Unlocking the Key Differences between Monitoring and Observability

In the ever-changing world of technology, where systems become more complex and dynamic, effective system management and performance optimization are essential. In this scenario, the terms “monitoring” and “observability” are frequently used interchangeably. Although both seem the same, they represent different ideologies, each essential to understanding and improving system behavior. Let’s deep dive into the differences between observability and monitoring, their special qualities, and how they contribute to the robustness of modern systems.


Simply put, it is creating predefined metrics, deploying Collectors/Agents to collect the metrics, and pushing those metrics into the dashboard. Segregated monitoring is based on the platform architecture (On-Prem, Cloud), infrastructure devices (uptime, utilization), applications (URLs, latency), databases (number. of connections), etc. The main purpose of monitoring is to alert for unexpected happenings in pre-defined metrics applied to the targeted resources.


An advanced monitoring technique that examines the data gathered during monitoring to determine the root cause of the issues. This method analyzes data from dispersed systems using historical data, system interactions, and other sources. It is also useful in debugging problems with interconnected systems and dependencies. Observability heavily relies on metrics, logs, and traces to provide valuable insights.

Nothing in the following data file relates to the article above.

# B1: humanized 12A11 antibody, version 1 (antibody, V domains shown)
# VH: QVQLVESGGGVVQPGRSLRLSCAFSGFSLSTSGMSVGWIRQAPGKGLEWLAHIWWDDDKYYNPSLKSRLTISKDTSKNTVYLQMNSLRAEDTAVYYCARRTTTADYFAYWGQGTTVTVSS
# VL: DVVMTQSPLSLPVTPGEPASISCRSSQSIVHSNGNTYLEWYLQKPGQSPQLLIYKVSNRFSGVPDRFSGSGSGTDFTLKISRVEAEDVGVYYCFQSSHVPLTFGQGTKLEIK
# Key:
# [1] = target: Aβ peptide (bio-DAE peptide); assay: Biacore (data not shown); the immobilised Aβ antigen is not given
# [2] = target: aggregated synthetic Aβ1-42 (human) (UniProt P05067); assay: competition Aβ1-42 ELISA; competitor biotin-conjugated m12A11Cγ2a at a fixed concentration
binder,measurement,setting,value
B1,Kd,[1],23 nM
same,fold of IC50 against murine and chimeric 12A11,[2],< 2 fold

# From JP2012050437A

Differences between Monitoring and Observability

  • Data Scope – Monitoring tools typically focus on predefined metrics and KPIs, while observability tools offer broader insights by collecting and analyzing various data types, including logs, traces, and events
  • In-depth Analysis – Observability tools provide more advanced analytics and troubleshooting capabilities, allowing DevOps teams to investigate and understand the root causes of issues in complex, distributed systems
  • Real-time Monitoring vs. Post-mortem Analysis – Monitoring tools excel in real-time monitoring and alerting, while observability tools are often used for post-mortem analysis and retrospective troubleshooting

Tools Used

Monitoring tools used in DevOps include,

  • Prometheus
  • Grafana
  • Nagios
  • Zabbix
  • Datadog

Observability tools used in DevOps include,

  • ELK Stack (Elasticsearch, Logstash, and Kibana)
  • Jaeger
  • Zipkin
  • Fluentd
  • Splunk







When to Use Monitoring?

  • When you have predefined metrics or key performance indicators (KPIs) that you need to track
  • To identify deviations from expected behavior and receive alerts for immediate action

When to Use Observability?

  • When you need to understand the root cause of complex issues or unexpected behaviors
  • For diagnosing unknown or urgent issues, understanding system interactions, and gaining insights into system behavior over time


Monitoring is focused on collecting and alerting predefined metrics. Observability is a broader concept that encompasses the ability to explore, understand, and troubleshoot a system based on a wide range of data sources. Observability is often considered critical in modern, complex, and dynamic systems, like those built on microservices and containers, where traditional monitoring may fall short of providing a complete understanding of system behavior. Organizations often combine monitoring and observability approaches in real time to gain comprehensive insights into their systems.

About the author

Arun Kumar Tiyyari

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